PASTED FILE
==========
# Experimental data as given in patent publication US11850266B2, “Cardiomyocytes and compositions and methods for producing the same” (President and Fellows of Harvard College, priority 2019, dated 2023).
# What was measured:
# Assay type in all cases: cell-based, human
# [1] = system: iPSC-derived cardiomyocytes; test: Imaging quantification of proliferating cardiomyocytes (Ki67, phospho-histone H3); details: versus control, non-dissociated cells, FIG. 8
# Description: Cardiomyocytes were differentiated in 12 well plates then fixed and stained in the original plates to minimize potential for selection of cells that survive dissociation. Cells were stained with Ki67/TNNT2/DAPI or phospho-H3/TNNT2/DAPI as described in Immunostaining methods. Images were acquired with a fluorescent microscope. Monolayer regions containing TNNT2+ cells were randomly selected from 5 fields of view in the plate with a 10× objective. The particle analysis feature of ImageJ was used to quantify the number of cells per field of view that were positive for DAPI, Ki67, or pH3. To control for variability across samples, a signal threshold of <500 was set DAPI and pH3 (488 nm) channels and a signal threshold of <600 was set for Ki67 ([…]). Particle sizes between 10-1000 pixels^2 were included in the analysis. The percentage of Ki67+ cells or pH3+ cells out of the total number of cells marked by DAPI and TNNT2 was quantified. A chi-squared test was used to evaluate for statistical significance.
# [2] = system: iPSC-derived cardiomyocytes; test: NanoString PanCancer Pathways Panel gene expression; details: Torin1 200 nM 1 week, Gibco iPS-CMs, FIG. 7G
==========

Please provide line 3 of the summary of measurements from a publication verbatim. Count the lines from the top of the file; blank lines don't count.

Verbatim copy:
# Assay type in all cases: cell-based, human